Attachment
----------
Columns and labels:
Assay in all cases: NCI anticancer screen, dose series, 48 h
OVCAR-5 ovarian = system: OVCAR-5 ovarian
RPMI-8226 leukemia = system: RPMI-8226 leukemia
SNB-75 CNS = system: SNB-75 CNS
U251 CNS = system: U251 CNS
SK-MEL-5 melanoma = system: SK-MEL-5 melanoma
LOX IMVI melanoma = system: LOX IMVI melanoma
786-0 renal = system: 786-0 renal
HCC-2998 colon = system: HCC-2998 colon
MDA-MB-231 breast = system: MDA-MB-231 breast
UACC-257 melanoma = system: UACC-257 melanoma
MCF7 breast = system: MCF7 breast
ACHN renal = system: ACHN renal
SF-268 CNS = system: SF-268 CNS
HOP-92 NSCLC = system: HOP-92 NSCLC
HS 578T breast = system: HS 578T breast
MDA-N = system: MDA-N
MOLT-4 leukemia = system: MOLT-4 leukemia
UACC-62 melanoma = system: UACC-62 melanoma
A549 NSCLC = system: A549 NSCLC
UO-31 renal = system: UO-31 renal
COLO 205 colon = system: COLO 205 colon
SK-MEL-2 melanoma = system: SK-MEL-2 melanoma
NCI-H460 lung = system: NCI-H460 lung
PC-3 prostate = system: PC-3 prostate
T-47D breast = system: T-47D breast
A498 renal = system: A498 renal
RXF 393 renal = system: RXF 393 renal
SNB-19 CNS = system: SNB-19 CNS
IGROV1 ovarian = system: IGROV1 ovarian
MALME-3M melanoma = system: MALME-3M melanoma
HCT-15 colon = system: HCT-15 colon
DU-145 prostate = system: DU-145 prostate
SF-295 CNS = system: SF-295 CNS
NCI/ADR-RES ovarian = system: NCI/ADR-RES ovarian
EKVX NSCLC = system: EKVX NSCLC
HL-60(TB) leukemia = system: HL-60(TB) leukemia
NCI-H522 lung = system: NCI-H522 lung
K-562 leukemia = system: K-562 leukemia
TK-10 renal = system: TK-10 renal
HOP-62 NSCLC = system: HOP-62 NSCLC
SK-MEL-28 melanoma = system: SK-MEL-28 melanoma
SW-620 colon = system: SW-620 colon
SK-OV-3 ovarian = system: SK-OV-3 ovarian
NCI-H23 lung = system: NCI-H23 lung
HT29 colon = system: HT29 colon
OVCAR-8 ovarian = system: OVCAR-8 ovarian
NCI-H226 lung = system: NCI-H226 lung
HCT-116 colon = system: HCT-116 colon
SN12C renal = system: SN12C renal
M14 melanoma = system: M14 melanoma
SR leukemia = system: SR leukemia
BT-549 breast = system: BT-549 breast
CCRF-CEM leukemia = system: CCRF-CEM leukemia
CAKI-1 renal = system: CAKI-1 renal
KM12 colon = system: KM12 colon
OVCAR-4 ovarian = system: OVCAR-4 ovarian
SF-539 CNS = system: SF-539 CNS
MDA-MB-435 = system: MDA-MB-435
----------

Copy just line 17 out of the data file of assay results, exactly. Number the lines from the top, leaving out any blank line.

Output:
HS 578T breast = system: HS 578T breast